Pros and Cons of Co-Sleeping

Pros and Cons of CosleepingSome parents could not imagine sharing a bed with their children, while others embrace it. Co-sleeping is a hot topic that sparks plenty of debate. The truth is, it’s not for everyone, but it’s ideal for some! It all depends on the individual needs of each family.

 

We will outline the pros and cons of shared sleep, but first, let’s get some terminology straight. Co-sleeping is an umbrella term that covers different arrangements for sleeping together. Mainly, it refers to either room sharing or bedsharing. Room-sharing families sleep in the same room but in different beds. Bedsharing families pile into the same bed. There is considerable variation in how this plays out in each household. We will focus on the distinction between sleeping in the same bed versus different beds.

Safe Sleep

According to the safe sleep standards set out by the American Academy of Pediatrics, infants under one year of age should not bedshare. The risk of suffocation or Sudden Infant Death Syndrome (SIDS) is too dangerous. However, the AAP does recommend room sharing over the first year to reduce the risk of these same dangers.

We will take a look at the pros and cons of both room-sharing and bedsharing. When we talk of bedsharing, we want to emphasize that this is for children older than one. Room-sharing might refer to any age.

Pros and Cons of Room-sharing

The Pros:

Eases Parental Anxiety

Let’s face it: new parents are a bundle of nerves. It’s not uncommon for them to wake up multiple times per night to go check if their little one is still breathing. This kind of anxiety is completely normal, but it can be wearing. If an infant is right there in the room, new parents can relax a bit more. The sound of his breathing and stirring can reassure mom and dad that’s he’s doing fine.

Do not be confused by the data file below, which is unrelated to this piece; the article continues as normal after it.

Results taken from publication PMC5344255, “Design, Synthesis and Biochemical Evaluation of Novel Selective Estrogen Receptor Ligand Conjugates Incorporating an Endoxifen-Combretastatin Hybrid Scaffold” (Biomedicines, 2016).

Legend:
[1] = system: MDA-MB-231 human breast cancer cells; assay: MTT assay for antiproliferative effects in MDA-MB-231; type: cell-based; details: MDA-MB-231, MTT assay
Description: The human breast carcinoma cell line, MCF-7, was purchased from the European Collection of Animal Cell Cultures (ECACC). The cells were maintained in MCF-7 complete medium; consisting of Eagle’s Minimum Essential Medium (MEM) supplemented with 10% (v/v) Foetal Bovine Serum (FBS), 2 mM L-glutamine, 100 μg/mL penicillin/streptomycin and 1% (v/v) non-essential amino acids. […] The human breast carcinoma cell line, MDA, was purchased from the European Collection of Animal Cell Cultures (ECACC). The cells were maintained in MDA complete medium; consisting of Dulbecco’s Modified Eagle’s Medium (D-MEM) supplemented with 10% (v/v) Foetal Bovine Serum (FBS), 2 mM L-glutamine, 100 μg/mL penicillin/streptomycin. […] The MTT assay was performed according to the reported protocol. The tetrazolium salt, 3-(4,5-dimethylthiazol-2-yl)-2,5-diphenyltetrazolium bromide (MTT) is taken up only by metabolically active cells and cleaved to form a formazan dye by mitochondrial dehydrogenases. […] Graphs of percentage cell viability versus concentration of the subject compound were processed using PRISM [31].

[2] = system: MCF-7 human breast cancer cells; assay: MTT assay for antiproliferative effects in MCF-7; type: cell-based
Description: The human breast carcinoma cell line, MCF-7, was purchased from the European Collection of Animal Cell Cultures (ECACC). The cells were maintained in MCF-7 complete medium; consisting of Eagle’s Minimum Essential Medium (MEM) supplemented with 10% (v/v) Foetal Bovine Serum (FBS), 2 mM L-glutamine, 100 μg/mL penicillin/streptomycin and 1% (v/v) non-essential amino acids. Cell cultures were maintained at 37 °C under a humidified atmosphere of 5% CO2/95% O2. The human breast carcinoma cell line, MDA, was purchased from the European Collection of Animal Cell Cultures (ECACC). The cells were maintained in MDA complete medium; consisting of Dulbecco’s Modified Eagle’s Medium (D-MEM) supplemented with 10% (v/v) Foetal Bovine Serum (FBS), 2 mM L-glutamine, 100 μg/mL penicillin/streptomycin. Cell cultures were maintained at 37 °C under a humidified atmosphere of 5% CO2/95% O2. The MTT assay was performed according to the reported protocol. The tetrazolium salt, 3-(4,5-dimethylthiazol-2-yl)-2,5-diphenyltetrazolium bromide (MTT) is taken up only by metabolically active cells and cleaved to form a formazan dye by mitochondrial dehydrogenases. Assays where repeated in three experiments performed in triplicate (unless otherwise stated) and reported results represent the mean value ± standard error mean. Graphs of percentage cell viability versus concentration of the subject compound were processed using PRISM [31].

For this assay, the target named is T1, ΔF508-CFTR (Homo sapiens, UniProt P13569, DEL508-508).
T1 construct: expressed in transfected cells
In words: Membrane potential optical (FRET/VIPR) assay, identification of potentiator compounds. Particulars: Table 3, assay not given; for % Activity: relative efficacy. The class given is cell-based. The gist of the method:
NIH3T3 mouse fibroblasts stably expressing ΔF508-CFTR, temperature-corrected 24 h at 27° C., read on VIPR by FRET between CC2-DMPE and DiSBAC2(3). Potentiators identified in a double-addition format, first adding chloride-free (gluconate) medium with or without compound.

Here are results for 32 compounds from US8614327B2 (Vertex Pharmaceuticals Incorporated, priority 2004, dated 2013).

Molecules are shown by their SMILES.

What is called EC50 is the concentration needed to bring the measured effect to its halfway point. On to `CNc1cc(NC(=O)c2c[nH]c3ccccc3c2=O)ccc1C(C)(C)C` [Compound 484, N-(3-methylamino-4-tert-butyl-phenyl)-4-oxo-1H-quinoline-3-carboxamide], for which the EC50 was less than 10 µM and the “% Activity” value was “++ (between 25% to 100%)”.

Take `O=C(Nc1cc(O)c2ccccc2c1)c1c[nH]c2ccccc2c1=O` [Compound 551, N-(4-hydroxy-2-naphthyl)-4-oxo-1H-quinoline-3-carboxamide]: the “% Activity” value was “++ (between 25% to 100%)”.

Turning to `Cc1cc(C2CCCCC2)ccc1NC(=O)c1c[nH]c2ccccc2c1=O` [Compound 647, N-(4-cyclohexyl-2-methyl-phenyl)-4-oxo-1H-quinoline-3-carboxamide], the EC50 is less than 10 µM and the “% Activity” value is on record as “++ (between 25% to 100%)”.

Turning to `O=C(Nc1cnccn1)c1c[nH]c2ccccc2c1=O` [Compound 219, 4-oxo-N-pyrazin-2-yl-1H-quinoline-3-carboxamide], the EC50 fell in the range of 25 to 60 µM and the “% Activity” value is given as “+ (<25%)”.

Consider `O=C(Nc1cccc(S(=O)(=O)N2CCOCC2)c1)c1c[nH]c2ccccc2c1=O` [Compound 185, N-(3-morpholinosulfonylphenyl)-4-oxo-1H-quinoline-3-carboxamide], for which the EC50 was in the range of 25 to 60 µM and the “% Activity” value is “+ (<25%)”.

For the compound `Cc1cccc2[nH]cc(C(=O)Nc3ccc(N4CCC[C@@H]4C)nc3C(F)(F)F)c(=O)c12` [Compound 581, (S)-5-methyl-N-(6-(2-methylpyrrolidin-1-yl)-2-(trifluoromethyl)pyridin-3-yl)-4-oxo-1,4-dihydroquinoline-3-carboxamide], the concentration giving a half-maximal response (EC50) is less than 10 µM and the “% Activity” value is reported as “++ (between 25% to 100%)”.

Calms and Reassures Baby

Biologically, an infant feels safe with his mother and becomes upset when separated from her. While sharing a room, her voice or a hand on his chest can comfort him immediately.

Makes Middle of the Night Feeding Less Jarring

New babies need to be fed throughout the night. Many babies will still need a feed until they are six months or older. In the early days, baby needs multiple feeds per night. Sleeping within arm’s reach can help mom get as much sleep as possible. Waking, feeding, and falling right back to sleep is more restful than trudging down the hall to another room and back. Plus, crying is minimized when mom can respond right away.

Reduces the SIDS Risk in Babies Under Age One

Sharing a room for the first twelve months has been proven to reduce the risk of SIDS by as much as 50%. The AAP emphasizes room sharing for at minimum the first six months, but ideally the full first year.

The Cons:

Babies Wake Up More

Some babies do wake up more often and to and to an older age while room sharing. Whether is the smell of mom’s milk, or just the knowledge that’s she’s nearby, no one knows. Often transitioning to separate rooms is what makes the difference in reaching the milestone of sleeping through the night.

Babies Wake Parents Up

Sometimes babies are sleeping great, but parents aren’t. Even if they don’t wake and call out for mom and dad, babies can be noisy sleepers. This can keep their parents from getting a good night’s rest.